We believe that this true faith being wrought in man by the hearing of the Word of God, and the operation of the Holy Ghost, doth regenerate and make him a new man, causing him to live a new life, and freeing him from the bondage of sin….(this) faith worketh by love, to the practice of those works, which God has commanded in his Word. Which works, as they proceed from the good root of faith, are good and acceptable in the sight of God, forasmuch as they are all sanctified by his grace: howbeit they are of no account towards our justification. For it is by faith in Christ that we are justified, even before we do good works; (and) we do good works, not to merit by them, (for what can they merit?) nay, we are beholden to God for the good works we do, and not he to us, since it is he that worketh in us both to will and to do of his good pleasure; for we do no work but what is polluted by our flesh, and also punishable; (were it not for the grace of Christ one sin would be sufficient to make God reject all our good works thus we only rely) on the merits of the suffering and death of our Saviour.
A.W.Pink in his studies 1946 is excellent:
“God’s acceptance of our services”-our obedience and worship. We realise that our works even as a regenerate man are defective and defiled. Even though wrought by the Holy Spirit they are performed by us…even the purest water is fouled as it passes through a soiled pipe! Check what the Scripture says concerning Abel, “the Lord had respect unto Abel AND to his offering.”(Gen.4:4). First the worshipper is accepted and then his worship.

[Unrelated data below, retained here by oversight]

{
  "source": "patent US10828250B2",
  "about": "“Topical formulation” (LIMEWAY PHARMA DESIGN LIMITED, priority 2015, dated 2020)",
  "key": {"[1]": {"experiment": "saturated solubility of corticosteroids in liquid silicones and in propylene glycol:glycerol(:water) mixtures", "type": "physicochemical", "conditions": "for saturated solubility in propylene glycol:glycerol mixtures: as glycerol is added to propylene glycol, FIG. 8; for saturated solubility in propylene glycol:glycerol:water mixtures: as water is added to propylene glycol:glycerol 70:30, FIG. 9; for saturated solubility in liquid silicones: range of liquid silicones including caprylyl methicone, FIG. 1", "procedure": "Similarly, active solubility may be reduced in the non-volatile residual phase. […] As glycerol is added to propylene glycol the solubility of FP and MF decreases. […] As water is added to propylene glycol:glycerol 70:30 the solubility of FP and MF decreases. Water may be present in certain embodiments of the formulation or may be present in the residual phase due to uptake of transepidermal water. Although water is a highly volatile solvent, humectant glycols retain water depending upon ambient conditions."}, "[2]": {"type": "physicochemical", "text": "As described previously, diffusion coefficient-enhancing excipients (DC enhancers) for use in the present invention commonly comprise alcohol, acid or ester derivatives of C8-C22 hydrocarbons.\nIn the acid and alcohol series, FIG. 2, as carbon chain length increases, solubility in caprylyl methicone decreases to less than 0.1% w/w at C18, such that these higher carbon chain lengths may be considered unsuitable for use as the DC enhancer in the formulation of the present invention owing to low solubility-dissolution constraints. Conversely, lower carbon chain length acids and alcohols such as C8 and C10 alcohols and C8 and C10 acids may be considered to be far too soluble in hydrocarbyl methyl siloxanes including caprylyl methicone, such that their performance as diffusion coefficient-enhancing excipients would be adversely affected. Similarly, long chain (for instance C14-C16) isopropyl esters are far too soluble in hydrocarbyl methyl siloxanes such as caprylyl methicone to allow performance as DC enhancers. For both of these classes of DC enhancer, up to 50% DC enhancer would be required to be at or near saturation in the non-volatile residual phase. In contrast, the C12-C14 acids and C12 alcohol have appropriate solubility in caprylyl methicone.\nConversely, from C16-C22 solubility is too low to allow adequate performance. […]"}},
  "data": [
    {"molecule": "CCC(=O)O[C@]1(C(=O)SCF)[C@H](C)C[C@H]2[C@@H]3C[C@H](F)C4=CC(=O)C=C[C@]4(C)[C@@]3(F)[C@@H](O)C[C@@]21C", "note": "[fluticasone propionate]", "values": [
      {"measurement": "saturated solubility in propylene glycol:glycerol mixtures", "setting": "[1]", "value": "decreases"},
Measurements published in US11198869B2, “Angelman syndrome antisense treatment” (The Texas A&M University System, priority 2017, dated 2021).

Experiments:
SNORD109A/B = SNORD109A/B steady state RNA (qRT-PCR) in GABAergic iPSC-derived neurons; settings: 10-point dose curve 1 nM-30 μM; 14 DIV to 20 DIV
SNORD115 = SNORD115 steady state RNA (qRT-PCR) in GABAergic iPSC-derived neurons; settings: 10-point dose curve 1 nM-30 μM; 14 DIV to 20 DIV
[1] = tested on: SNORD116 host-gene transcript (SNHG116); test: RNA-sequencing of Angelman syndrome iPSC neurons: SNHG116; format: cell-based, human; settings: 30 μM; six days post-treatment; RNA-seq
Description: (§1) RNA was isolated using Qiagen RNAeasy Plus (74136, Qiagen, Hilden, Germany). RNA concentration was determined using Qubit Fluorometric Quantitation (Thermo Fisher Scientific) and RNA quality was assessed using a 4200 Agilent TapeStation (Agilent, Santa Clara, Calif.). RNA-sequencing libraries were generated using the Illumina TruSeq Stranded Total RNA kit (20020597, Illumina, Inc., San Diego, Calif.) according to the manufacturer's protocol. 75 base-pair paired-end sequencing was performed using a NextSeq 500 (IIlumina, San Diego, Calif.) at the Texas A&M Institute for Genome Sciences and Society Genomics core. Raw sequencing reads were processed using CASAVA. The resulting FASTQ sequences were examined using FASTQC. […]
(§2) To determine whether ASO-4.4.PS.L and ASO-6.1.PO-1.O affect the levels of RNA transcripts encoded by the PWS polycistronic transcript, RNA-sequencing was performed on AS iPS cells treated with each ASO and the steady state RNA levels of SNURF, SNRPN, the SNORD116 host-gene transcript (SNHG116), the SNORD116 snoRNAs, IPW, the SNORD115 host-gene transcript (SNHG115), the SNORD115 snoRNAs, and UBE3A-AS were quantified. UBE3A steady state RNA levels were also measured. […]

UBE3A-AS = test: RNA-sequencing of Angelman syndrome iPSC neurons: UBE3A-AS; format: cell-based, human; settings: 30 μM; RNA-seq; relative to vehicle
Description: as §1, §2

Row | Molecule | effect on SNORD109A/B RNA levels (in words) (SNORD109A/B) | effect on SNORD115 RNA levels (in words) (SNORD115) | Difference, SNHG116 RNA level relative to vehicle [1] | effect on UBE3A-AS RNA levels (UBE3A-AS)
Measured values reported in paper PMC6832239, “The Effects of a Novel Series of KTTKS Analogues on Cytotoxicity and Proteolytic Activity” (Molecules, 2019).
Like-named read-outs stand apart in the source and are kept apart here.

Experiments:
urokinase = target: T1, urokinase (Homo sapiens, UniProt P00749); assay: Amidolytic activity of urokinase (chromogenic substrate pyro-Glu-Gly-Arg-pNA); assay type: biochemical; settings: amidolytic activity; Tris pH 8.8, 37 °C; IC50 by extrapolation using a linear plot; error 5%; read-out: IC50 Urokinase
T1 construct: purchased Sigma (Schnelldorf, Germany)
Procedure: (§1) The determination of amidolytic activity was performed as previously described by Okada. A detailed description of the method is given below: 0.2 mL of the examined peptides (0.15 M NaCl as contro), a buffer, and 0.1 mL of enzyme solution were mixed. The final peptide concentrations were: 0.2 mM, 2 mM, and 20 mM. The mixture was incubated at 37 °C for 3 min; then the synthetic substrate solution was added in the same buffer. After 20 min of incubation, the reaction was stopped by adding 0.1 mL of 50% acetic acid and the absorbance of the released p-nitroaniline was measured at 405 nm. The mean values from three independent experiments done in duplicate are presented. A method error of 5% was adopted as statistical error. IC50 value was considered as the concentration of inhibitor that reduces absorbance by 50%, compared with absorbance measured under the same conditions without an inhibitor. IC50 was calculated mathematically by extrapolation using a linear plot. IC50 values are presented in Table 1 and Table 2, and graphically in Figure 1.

Pink then draws our attention to the golden plate atop the High Priest’s mitre. The inscription, “Holiness to the Lord” was worn that he might “bear the iniquity of the holy things which the children of Israel shall hallow in all their holy gifts, and it shall be always upon his forehead, that they may be accepted before the Lord.” (Ex.28:36-38). Christ our great high priest bore the defects of our holy things and because of his holiness God accepts from us whatever is sincere. The sinful failings of our best actions are hid and covered and our sincere obedience and reverent worship ascends to God perfumed with the merits of Christ (Rev. 8:3). Thus it is “by him” that we offer the sacrifice of praise to God (Heb.13:15) and our spiritual sacrifices are acceptable to God by Jesus Christ (I Peter 2:5).
The fire shall ever be burning upon the altar; It shall never go out.
The burnt offering, offered morning and evening, and the continually burning fire on the altar typify the utter consecration of our Lord Jesus Christ to the will of his father. It also represents our consecration to God.
“And walk in love, as Christ also hath loved us, and hath given himself for us an offering and a sacrifice to God for a sweetsmelling savor. ” Ephesians 5:2.
“I beseech you therefore, brethren, by the mercies of God, that ye present your bodies a living sacrifice, holy, acceptable unto God, which is your reasonable service. ” Romans 12:1
John the Baptist was a great example, described as:
“a burning and a shining light. ” John 5:35 .
“And to love him with all the heart, and with all the understanding, and with all the soul, and with all the strength, and to love his neighbor as himself, is more than all whole burnt offering s and sacrifices.” Mark 12:33
“That I should be the minister of Jesus Christ to the Gentiles, ministering the gospel of God, that the offering up of the Gentiles might be acceptable, being sanctified by the Holy Ghost.” Romans 15:16
“By the which will we are sanctified through the offering of the body of Jesus Christ once for all.” See Hebrews 10:6-10
For presbyterians, the burning bush is their symbol, aflame yet unconsumed (by persecution).
I trust you are committed body and soul to the service of your Lord.
Consecration of Levites (last meeting)
Final write up
Sung Psalm 134
Reading Isaiah 66:15-24